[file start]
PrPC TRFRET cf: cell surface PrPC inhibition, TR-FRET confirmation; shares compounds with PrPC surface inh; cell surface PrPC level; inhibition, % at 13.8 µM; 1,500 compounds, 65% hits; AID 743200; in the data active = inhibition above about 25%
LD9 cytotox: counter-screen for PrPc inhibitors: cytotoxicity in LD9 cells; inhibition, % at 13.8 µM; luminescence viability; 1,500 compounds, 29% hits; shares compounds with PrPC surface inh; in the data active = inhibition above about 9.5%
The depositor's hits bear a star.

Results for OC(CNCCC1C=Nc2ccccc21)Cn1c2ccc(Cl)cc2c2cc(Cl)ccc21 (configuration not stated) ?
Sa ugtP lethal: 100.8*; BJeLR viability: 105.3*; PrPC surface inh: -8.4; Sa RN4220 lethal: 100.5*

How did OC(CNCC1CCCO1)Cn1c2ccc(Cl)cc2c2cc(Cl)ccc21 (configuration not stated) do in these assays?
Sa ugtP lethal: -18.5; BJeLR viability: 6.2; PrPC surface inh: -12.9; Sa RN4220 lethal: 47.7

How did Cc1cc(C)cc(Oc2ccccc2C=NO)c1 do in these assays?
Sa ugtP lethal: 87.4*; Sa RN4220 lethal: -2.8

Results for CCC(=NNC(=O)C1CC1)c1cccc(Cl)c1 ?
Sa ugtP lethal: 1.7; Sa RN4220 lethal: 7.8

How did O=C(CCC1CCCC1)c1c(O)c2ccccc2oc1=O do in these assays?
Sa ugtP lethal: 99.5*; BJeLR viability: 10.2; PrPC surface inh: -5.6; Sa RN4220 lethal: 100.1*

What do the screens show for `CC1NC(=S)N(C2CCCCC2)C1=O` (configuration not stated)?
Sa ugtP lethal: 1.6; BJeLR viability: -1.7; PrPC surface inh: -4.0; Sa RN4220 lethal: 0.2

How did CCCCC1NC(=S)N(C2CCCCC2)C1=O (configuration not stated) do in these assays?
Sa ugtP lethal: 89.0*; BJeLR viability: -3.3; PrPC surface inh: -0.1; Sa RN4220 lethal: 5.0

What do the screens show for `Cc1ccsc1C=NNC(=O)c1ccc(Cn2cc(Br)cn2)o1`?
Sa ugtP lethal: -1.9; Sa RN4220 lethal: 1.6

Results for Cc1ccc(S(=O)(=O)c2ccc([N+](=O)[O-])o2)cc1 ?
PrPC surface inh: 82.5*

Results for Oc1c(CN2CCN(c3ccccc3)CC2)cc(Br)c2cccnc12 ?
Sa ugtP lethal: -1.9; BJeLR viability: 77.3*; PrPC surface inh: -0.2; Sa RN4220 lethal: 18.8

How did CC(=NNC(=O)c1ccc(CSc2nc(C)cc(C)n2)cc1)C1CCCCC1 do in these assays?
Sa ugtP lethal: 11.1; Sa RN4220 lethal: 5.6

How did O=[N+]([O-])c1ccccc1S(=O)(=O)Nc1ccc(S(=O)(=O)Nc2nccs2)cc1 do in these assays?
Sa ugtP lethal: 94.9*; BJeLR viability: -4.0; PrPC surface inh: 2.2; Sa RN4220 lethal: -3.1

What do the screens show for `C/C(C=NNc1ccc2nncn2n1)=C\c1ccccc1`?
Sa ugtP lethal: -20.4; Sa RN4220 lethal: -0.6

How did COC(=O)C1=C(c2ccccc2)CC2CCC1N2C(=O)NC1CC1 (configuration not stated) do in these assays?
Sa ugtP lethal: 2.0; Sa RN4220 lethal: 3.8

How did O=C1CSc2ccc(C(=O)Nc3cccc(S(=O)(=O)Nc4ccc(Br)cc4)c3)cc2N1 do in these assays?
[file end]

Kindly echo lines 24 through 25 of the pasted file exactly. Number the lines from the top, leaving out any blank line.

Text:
How did CC(=NNC(=O)c1ccc(CSc2nc(C)cc(C)n2)cc1)C1CCCCC1 do in these assays?
Sa ugtP lethal: 11.1; Sa RN4220 lethal: 5.6